Chapel Hill News

What happened to compassion in our policy making? Allison Mahaley

“I don’t usually make political posts, but what happened to compassion?”

This recent Facebook post gave me great pause. Indeed, what happened to compassion and why do both state and national lawmakers seem to lack it? More importantly, why did my friend categorize her query as political? Isn’t compassion something we often think of as rooted in religion and fundamental ethics? If compassion is at the heart of religion, what responsibility does religion play in bringing compassion to policy-making?

The loss of compassion is evident in the rhetoric and actions not only of our newly elected president but of our North Carolina legislators. Among those actions: two – not just one but two bans on refugees from Muslim countries; a commitment to building a border wall without mention of common-sense immigration reform; and a budget that reduces services to the poor in order to benefit the rich while gleefully celebrating a health-care proposal that would leave millions without access to care.

All this was after North Carolina lawmakers targeted our transgender community with HB2 and used its partial repeal to highlight their power over our governor. It is dizzying. But when the layers are peeled back – this is an administration that, at its core, has legitimized a spirit of meanness. So indeed, what happened to compassion?

Moreover, what has happened to our democracy? The entire electoral process has been exposed as fraudulent. The Supreme Court ruled that North Carolina congressional districts were unconstitutional, N.C. House and Senate districts have been challenged in court for being gerrymandered. Politicians choosing their voters instead of voters choosing their politicians have made inclusive, representative governance all but impossible. Even worse, legislation keeps being introduced to limit voting rights – again. All of this is enough to cause most to lose faith in our democracy. In fact, many, many people especially young people have done just that: the deck is stacked – why bother?

The power of this government is supposed to be derived from the consent of the people, and our consent is given via our elections. If we lose faith in our democracy and stop participating, we risk being governed by a self-serving oligarchy, and we will suffer the erosion of our freedoms.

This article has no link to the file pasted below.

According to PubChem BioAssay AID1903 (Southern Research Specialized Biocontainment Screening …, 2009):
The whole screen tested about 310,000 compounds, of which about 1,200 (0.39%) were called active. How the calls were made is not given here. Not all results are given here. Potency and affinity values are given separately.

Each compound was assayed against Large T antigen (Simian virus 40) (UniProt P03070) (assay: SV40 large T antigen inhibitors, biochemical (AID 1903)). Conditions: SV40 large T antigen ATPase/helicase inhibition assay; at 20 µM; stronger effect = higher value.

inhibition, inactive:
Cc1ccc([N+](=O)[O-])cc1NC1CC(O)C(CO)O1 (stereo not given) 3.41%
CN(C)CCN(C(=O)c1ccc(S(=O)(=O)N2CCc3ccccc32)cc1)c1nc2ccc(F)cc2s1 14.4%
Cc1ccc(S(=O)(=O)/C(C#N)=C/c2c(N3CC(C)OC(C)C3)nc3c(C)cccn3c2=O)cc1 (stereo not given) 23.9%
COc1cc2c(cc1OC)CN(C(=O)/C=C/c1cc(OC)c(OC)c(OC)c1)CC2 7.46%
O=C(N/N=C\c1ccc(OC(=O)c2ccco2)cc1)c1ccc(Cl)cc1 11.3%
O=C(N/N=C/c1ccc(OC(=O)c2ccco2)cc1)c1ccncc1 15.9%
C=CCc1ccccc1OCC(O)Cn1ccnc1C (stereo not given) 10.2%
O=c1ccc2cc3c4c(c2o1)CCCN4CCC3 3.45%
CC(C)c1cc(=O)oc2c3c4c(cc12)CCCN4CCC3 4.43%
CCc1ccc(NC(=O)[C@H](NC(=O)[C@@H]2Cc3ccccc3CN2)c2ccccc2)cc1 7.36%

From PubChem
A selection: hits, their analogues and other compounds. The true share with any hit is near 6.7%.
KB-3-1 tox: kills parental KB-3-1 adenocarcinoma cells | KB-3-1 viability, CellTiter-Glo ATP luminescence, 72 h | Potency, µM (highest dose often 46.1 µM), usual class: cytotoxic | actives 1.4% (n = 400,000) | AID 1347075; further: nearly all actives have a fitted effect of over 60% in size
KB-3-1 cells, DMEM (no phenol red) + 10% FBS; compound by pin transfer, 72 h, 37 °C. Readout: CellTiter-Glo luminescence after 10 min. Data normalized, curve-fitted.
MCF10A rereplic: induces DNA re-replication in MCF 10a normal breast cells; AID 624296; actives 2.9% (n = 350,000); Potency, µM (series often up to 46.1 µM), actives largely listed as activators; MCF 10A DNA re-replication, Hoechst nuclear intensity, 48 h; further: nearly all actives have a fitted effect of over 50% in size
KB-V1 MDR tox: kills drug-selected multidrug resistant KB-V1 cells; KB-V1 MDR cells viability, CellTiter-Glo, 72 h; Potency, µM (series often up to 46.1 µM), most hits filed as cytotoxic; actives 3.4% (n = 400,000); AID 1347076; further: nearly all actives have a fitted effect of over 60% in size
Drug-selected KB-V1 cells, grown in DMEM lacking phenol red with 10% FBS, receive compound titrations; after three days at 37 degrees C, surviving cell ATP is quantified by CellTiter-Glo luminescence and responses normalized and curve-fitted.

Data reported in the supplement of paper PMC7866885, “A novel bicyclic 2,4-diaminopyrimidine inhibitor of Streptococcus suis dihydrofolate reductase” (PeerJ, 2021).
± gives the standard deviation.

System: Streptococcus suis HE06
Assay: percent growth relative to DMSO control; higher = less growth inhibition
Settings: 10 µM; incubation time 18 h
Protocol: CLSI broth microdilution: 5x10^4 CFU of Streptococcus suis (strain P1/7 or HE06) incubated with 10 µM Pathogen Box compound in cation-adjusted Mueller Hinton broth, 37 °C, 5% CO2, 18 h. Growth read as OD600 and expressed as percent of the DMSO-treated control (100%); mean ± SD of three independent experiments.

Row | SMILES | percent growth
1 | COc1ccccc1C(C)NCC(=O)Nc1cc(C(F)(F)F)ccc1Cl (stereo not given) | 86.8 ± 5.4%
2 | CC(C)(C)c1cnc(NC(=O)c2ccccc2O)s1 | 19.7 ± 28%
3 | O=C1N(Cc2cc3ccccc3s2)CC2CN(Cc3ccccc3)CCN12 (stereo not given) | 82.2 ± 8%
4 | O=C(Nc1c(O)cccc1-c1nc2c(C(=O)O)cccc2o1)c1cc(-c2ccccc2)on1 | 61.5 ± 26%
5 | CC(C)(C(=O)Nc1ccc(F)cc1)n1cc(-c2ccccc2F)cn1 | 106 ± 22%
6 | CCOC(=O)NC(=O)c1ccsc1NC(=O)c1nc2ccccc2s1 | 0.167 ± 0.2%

Let’s connect the dots: the absence of compassion in our politics derives from a self-serving class of politicians who have secured disproportionate power through a gerrymandered electoral map. Their claims to religious rectitude mask their true commitment to wealth and control. Their political dominance results in arrogance on their part and frustration, anger and resentment by others.

One of our most basic freedoms is to chose if, where, and whom we worship. A recent poll indicates that most Americans identify as “nons,” meaning they do not associate with a religious organization. I suggest that this decline is at the root of my friend’s Facebook post – if compassion has disappeared from our politics, it seems that our current political leaders, though publicly hyper-religious, are betraying the faith they claim to defend and are fomenting division and fear.

Indeed, if you acknowledge the role religion has played in polarizing our country, then religion can also play a role in restoring our faith in democracy. I believe that progressive religious institutions hold the promise of righting this ship and putting our country back on course.

It is time for those who are motivated by compassion, religious or ethical, to become active and vocal in our body politic. Rebuilding the power of the people is best done through institutions that already have the capacity to sustain, nurture, and direct people for the common good. Churches, synagogues, mosques, congregations, gatherings of like-minded people – people who believe in the common good are invited to reclaim our democracy.

For more information about this exciting opportunity, see or email one of the sponsoring organizations and ask about how you can get involved restoring Faith in Democracy, a coalition effort to help grassroots organizers and social justice warriors across our state.

Allison Mahaley is the president of Americans United for the Separation of Church and State – Orange Durham Chapter.